Wednesday, October 30, 2013

Verona Apartments, Part 2

Let me offer my thanks once more to Jeanne Lay who allowed me to use her letter as the basis of yesterday's blog post. She reached out to me by email on Oct 22, at 4:26 PM, and not 24 hours later (October 23, at 7:45 am) I received an email from my councilman, Calvin Ball, sharing the following information from the County. Both were serendipitous and unrelated. Some times life just works that way.

It's a little long, but I think you'll find it's worth the read.


Verona at Oakland Mills FAQs

Q: What is happening at Verona at Oakland Mills?

A: Verona at Oakland Mills is a 251-unit apartment complex in Columbia that becameavailable for sale by current ownership in May. The Howard County Housing Commission entered into a contract to purchase and oversee operations of the complex, and completed the transaction in October 2013.

Q: Who will manage the property?

A: The Housing Commission intends to maintain the current management firm for at least a year. If it proves unsatisfactory, the Commission would reevaluate that decision and make changes as necessary.

Q: What is the current condition of apartments?

A: The units have been recently renovated, and the vacancy rate is low. The economic and physical condition of Verona is solid. However, there are some improvements that are needed, such as landscaping and exterior painting. The Commission will be making these improvements shortly.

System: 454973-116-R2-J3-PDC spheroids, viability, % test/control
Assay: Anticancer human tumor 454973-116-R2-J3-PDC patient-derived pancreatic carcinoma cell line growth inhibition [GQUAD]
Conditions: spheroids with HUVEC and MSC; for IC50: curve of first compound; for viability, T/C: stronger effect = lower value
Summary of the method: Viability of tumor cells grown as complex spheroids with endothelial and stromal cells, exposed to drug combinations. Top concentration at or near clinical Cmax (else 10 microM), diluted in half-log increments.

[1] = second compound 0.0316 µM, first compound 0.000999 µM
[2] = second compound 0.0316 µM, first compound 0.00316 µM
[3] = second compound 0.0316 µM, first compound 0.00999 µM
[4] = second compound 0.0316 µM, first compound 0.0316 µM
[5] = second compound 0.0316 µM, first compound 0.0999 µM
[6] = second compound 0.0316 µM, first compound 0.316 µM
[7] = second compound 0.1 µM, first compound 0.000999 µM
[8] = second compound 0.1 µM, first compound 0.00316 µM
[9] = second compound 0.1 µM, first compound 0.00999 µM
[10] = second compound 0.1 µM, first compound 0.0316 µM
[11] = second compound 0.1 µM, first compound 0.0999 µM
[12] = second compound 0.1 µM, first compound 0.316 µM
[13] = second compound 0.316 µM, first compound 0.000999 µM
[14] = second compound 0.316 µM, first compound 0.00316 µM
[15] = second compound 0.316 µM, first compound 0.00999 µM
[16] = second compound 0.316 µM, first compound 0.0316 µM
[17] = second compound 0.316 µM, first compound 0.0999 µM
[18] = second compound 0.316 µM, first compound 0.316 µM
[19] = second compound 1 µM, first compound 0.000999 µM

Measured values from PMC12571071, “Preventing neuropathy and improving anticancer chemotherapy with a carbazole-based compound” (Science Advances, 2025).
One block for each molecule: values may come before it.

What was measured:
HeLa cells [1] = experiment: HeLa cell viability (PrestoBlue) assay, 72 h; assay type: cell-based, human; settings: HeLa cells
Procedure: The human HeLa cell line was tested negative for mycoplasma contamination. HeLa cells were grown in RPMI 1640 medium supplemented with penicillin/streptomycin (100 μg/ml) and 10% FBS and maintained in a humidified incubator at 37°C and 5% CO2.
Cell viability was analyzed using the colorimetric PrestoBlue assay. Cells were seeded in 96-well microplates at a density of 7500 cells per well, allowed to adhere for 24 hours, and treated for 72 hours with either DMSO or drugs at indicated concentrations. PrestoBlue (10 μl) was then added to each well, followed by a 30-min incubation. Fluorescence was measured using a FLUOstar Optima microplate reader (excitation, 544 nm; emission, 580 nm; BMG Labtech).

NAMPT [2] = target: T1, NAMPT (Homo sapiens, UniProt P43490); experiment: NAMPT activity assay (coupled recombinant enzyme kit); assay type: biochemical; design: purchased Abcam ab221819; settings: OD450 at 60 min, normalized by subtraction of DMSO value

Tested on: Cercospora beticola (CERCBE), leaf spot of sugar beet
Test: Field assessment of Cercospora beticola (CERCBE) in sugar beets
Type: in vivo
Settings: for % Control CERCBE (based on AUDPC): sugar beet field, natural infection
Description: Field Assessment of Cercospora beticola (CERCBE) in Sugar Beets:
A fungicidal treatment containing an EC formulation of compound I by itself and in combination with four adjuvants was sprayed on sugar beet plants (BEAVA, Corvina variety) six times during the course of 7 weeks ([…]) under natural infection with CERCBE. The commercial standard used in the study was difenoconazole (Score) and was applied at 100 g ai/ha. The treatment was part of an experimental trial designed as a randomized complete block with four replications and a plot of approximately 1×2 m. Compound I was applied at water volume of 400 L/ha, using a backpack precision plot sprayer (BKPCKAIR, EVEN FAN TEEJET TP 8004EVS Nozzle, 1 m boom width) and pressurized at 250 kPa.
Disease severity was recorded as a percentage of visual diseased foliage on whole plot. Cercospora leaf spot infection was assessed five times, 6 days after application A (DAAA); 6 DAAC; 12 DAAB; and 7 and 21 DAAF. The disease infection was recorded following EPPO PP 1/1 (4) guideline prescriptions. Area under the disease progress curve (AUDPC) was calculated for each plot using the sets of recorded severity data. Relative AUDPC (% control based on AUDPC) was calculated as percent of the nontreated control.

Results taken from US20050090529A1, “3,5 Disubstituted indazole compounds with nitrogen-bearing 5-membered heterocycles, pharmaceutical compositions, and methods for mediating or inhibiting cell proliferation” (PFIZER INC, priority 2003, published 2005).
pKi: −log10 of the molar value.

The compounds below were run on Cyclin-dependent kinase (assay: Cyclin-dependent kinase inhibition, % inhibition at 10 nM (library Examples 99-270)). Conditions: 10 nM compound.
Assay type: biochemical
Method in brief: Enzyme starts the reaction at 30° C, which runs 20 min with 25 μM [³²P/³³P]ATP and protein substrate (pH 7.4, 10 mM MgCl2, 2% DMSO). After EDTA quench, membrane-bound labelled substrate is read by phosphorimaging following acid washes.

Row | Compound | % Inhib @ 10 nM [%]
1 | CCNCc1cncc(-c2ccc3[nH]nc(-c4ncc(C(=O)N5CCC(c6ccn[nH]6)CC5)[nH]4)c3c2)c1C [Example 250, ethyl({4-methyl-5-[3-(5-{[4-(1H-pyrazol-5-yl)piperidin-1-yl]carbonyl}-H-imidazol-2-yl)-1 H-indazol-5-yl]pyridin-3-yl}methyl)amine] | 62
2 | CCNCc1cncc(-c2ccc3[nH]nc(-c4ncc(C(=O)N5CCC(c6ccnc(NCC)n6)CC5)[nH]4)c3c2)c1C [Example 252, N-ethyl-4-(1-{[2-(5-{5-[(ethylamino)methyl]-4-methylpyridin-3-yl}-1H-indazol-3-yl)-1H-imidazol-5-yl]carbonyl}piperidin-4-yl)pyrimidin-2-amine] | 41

Q: What are the immediate plans for the property?

A: The Housing Commission intends to manage and maintain the property for at leaset 10 years. The Commission intends to follow through on a capital improvement program, making improvements to landscaping, exterior paint and security. The Commission is a responsive, local property owner that is vested in making its properties and the immediate community better.

Q: What will happen to current residents? Will they be displaced so that others can move in?

A: There are no plans to displace current residents. Those who choose to remain in their apartments will do so. The Housing Commission policy is to strictly enforce leases so that problems and issues do not grow. The Commission is committed to protecting and enhancing the value of its asset, and maintaining and improving the quality of life for all residents.

Q: When did members of the public learn about this project?

A: Outreach to members of Oakland Mills Village Board leadership began in August and is continuing. Prior to that, the Commission was constrained by seller’s confidentiality and could not disclose the transaction.

Q: Is Commission ownership and management a good thing for the community?

A: The Howard County Housing Commission has a strong track record of effective management. Additionally, because it is a quasi-public entity, the Commission is responsive to the concerns of the community and its elected representatives. The Commission will follow through on a capital improvement plan, will improve security, and ownership will prevent an “absentee landlord” from taking over operations.

Q: Why does this project make sense for the Housing Commission?

A: In this case, the Commission would issue its own bonds for the purchase, andanticipates that the cash flow generated by Verona’s operations will not only support the repayment, but provide additional revenue for Howard County Housing’s other programs. As the federal government continues to cut back its housing programs, it becomes more critical for the Housing Commission to reduce its reliance on government funding.